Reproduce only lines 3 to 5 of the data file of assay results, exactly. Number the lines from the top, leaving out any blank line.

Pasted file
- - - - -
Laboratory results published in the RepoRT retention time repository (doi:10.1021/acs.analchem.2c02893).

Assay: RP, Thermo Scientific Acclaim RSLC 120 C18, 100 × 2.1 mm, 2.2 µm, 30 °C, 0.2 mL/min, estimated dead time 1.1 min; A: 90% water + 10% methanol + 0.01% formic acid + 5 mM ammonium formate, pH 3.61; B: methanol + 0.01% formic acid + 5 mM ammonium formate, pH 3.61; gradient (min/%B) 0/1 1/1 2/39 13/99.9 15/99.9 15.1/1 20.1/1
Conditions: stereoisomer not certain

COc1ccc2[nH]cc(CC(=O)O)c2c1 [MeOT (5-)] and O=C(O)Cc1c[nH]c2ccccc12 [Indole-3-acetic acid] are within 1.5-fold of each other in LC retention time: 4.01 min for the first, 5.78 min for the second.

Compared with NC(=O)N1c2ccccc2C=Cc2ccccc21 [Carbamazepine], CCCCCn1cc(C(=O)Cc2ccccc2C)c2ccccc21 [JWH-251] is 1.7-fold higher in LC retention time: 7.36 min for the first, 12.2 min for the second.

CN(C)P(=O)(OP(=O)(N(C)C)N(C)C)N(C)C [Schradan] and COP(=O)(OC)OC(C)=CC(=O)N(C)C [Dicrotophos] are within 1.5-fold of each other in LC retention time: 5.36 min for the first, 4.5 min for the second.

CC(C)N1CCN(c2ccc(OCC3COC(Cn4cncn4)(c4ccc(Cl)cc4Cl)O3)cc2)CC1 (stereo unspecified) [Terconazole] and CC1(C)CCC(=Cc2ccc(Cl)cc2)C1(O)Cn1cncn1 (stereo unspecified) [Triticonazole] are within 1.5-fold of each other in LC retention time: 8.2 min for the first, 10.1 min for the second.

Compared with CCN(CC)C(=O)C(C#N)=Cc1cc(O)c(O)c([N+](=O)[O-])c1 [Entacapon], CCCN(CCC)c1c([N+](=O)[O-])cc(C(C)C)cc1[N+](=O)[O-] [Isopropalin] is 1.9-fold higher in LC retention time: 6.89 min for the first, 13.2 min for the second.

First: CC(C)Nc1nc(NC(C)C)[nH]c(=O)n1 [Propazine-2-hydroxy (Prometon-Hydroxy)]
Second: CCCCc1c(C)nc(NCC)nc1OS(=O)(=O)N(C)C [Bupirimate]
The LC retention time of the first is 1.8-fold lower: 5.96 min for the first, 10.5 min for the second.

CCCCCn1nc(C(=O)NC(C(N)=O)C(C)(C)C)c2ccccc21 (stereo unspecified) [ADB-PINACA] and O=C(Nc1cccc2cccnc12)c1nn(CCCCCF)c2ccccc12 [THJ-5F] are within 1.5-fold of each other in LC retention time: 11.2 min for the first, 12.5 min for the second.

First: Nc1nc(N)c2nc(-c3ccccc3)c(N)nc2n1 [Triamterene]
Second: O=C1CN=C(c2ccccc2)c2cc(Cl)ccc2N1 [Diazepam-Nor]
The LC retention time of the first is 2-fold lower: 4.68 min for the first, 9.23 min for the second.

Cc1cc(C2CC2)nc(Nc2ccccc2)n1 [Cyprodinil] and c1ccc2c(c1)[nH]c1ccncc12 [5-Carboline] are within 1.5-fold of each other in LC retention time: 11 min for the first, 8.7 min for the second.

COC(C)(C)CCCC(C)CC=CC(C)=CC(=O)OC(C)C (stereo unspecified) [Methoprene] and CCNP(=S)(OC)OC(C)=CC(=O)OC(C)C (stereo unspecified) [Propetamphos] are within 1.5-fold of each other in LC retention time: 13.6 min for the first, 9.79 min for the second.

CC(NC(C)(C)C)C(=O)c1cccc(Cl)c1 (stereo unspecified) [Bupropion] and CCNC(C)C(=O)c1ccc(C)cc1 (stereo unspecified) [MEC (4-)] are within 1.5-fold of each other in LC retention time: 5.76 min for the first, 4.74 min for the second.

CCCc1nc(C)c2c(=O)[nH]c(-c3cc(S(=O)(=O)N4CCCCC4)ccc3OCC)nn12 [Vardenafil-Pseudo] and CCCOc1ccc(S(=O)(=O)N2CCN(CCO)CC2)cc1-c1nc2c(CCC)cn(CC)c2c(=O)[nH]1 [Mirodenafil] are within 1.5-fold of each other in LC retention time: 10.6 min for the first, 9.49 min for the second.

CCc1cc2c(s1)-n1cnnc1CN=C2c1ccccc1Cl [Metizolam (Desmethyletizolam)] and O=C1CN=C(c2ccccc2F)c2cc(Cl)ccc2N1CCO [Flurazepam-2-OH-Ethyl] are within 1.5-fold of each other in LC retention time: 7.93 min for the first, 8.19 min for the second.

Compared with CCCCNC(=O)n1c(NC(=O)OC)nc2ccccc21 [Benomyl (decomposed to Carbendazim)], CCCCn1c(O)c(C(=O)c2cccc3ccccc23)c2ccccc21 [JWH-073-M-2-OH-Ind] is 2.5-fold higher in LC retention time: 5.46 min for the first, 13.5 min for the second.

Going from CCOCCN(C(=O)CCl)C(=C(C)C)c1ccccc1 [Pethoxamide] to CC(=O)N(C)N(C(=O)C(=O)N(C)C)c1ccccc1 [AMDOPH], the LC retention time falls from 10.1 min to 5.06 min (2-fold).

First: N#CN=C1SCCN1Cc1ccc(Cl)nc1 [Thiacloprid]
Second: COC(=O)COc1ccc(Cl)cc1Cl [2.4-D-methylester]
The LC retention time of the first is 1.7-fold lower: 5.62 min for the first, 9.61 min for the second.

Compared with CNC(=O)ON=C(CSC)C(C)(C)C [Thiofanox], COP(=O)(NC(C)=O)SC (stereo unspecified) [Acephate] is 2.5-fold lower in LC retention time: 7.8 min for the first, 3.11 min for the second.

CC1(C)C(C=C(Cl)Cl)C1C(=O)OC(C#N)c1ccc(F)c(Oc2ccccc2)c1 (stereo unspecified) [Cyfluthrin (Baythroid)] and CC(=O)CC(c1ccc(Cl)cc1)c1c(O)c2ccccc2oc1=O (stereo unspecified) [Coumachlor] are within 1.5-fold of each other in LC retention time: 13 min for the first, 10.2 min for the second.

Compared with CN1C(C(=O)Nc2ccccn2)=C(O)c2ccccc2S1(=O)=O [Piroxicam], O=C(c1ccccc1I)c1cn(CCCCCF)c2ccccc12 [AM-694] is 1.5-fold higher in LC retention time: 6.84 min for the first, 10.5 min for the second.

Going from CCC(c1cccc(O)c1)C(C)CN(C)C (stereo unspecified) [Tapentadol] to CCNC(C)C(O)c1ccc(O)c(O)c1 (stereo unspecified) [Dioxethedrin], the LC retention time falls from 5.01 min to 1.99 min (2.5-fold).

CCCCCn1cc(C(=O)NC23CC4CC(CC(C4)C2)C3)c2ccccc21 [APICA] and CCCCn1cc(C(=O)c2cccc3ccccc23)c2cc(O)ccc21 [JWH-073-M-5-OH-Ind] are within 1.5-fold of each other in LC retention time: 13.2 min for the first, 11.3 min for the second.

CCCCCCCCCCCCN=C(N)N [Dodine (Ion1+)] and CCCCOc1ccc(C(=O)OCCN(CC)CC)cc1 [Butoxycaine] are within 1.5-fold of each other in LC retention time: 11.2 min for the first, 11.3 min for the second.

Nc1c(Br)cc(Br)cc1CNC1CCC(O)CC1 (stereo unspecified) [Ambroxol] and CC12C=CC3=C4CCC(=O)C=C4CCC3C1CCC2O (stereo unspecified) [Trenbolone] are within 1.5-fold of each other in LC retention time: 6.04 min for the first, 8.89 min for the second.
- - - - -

Conditions: stereoisomer not certain

COc1ccc2[nH]cc(CC(=O)O)c2c1 [MeOT (5-)] and O=C(O)Cc1c[nH]c2ccccc12 [Indole-3-acetic acid] are within 1.5-fold of each other in LC retention time: 4.01 min for the first, 5.78 min for the second.

Compared with NC(=O)N1c2ccccc2C=Cc2ccccc21 [Carbamazepine], CCCCCn1cc(C(=O)Cc2ccccc2C)c2ccccc21 [JWH-251] is 1.7-fold higher in LC retention time: 7.36 min for the first, 12.2 min for the second.